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The 1951 Milan Triennale Rug


In the early spring of 1950, Gerd made her way over from Ireland to an appointment with the Design Council in London to show a new collection of woven rugs.

With her were oriental influenced rugs for floor or wall, woven on the Kentish loom, using rovings of unspun jute from Dundee in Scotland, split bamboo and hand-twisted fibre cords from Hong Kong, using a plain weave over two shafts only, with a warp of different thicknesses of flax-linen twisted together, spaced unevenly through the reed. From the Chinese loom were the all-wool rugs, using unspun wool-fleece of the black-faced mountain sheep of the Mourne, and looped carpet yarns into a rich surface effect on a drafted warp.

Nervous and unsure of how her designs were to be received, she was amazed to have all the rugs accepted, photographed and made available to architects and designers for future works. And this, as fate would have it, is how designer Robin Day found her.

The following year in a letter to Gerd in 1951, Day disclosed that,

"Of all the rugs which I have seen, only yours have got the character enough as a background for my new designs of furniture to be exhibited at ‘La Triennale di Milano 1951’. Please can you weave for this Exhibition a rug of the approximate size: nine feet by seven feet..."

She replied,

"First I will have to search the Mourne Mountains for the black-grey sheep wool for the making of the rug. Then I suggest to make three rugs at three feet by seven feet, which side by side on the floor will make your required size. As yet we cannot make your size all in one piece."

A few weeks later Gerd decided to go to London- having trained her apprentices well, her weavers were now ready to produce for the open market. She went straight to Robin Day at his small office in Chelsea, but on arriving it was closed for lunch. She sat down in the staircase patiently waiting, and when he did turn up he asked her, "And who are you sitting at my doorstep?"  "I am Gerd Hay-Edie from Northern Ireland." And a very surprised Robin Day commented, "But from your letter I thought that you were a man!"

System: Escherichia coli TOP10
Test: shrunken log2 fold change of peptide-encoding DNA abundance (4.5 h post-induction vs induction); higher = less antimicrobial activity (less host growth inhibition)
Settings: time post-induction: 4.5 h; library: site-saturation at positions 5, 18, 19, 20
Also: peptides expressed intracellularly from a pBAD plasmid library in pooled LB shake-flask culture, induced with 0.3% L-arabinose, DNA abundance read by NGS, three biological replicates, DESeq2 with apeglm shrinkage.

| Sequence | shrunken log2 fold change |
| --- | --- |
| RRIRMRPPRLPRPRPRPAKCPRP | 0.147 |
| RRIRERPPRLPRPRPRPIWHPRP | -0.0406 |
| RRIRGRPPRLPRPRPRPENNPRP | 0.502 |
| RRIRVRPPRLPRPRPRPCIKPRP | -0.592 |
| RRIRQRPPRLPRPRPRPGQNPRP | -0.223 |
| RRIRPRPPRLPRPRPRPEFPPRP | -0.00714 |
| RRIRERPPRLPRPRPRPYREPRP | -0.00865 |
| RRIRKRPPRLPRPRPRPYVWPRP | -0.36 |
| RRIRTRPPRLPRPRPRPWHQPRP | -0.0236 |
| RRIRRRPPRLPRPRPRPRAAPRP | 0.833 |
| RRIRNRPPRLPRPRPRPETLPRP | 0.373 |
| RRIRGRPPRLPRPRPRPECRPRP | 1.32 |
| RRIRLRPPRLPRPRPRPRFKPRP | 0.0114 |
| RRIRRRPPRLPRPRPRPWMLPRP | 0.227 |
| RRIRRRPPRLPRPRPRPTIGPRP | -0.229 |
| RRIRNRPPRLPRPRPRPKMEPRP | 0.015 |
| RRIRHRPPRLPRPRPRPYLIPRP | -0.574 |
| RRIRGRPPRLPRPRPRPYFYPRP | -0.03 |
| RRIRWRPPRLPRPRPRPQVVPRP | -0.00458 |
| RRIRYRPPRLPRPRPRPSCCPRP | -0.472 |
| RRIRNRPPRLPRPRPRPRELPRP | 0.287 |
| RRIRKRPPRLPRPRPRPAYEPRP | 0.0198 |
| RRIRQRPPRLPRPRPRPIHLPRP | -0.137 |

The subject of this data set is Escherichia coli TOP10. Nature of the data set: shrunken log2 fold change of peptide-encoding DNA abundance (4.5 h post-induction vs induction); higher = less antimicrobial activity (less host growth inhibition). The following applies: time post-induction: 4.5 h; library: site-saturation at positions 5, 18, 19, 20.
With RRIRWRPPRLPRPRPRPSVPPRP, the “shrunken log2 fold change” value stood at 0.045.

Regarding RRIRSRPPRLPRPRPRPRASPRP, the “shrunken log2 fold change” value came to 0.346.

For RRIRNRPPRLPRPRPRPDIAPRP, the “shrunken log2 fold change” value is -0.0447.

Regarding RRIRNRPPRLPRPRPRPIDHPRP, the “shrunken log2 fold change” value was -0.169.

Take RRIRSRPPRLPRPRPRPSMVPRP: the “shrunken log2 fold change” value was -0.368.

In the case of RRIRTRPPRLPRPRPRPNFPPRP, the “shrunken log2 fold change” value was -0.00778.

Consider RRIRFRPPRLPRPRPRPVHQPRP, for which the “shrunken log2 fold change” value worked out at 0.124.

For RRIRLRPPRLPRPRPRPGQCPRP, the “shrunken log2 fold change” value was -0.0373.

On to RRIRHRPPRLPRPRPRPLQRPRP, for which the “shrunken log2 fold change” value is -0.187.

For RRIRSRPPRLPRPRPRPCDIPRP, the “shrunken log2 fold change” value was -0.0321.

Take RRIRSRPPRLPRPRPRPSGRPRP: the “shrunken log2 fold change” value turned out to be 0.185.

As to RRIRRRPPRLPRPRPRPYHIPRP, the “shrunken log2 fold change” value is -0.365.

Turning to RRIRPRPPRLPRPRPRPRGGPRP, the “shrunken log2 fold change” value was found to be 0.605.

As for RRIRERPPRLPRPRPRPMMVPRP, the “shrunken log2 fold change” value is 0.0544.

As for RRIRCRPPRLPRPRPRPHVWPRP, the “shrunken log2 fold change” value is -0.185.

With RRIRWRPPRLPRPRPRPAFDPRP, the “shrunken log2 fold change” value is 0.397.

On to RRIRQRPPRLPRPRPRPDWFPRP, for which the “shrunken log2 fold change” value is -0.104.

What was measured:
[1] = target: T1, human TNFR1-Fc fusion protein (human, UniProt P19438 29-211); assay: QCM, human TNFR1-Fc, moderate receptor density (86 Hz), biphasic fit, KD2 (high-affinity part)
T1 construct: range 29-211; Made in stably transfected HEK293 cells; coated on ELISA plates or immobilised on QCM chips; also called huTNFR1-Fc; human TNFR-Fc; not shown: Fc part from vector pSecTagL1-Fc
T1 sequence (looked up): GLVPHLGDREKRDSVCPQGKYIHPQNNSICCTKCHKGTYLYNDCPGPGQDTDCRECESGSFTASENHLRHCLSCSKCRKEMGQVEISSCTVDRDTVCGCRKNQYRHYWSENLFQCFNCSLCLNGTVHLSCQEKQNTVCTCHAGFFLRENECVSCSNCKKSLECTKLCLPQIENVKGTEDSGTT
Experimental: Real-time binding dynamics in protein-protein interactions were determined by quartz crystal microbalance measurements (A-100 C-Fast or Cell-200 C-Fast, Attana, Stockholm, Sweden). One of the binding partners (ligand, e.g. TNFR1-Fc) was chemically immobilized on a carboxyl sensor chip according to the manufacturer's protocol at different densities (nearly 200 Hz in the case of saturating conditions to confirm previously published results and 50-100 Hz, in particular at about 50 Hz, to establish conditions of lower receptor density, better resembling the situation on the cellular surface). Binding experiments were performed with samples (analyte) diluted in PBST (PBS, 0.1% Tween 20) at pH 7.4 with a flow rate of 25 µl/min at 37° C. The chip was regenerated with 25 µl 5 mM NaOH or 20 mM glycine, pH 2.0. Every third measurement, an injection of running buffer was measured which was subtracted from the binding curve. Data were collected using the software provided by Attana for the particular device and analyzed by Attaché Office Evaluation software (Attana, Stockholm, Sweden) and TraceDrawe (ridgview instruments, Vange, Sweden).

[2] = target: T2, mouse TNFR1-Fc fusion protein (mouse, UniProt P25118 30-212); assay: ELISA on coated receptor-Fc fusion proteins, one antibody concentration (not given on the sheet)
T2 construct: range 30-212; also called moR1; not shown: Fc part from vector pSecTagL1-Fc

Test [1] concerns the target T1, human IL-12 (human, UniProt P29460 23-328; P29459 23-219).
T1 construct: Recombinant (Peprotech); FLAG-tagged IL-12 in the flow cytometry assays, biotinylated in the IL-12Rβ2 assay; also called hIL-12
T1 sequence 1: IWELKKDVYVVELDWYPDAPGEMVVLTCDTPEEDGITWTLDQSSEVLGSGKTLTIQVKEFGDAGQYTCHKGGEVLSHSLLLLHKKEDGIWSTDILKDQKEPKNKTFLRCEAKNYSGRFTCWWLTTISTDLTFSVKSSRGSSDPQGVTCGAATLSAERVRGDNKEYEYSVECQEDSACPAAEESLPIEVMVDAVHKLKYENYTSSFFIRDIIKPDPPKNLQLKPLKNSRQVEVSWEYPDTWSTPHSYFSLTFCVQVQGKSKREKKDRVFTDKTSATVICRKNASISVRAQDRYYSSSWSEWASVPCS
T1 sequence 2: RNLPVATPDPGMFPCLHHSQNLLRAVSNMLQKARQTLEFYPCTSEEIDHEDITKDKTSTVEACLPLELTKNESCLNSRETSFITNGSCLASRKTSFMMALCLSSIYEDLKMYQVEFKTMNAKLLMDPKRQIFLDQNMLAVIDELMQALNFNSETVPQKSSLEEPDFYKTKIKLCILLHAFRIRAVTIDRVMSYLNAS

"My name Gerd is very useful in letter-writing, I can be taken for a man, but at other times, when it is more advantageous to be woman, then I write Mrs. G. H-E."

Together they discussed the rugs, not only for Milan, but for the forthcoming Festival of Britain, where Robin Day was to use his black and white jute-linen and bamboo rug designs.

Back at the Mourne workshop, Gerd wove the rug on a linen warp, with wool yarns and unspun fleece twisted by hand. With all its intricate detailing, it took Gerd several months to hand weave the rug.

When it was exhibited at La Triennale di Milano alongside Day’s black and white rugs as a background for his furniture, it proved a great success with Gerd and Robin winning silver medals for the room display. The rug was also shown at the 1951 Festival of Britain, where it featured alongside furniture by Robin Day, an etched panel by Geoffrey Clarke, and ceramics by Hans Coper and Lucie Rie.

When we were commissioned to make the rug, we found the design scattered across notebooks and on little scraps of paper that we gradually pieced together. Rather like a jigsaw, we slowly rediscovered Gerd’s iconic design, recreating her Milano rug on the same loom, using the same materials and techniques she used some sixty years ago.

We are very proud to see the Milano rug exhibited once again, this time at the Pangolin London and at the Ruthin Craft Centre. The rug epitomises Mourne Textiles’ past and present and led to successful, enduring partnerships between Robin Day, Gerd Hay-Edie and Hille over sixty years ago. Today it marks the company’s revival, commitment to replicating Gerd’s original designs and continuing her legacy.

Our Milano rug recently featured on the BBC Arts Show. Filmed at the workshop, the rug is an accurate reproduction of Gerd’s 1951 design and you can see her daughter Karen talk through the detailed production process as she demonstrates on the loom.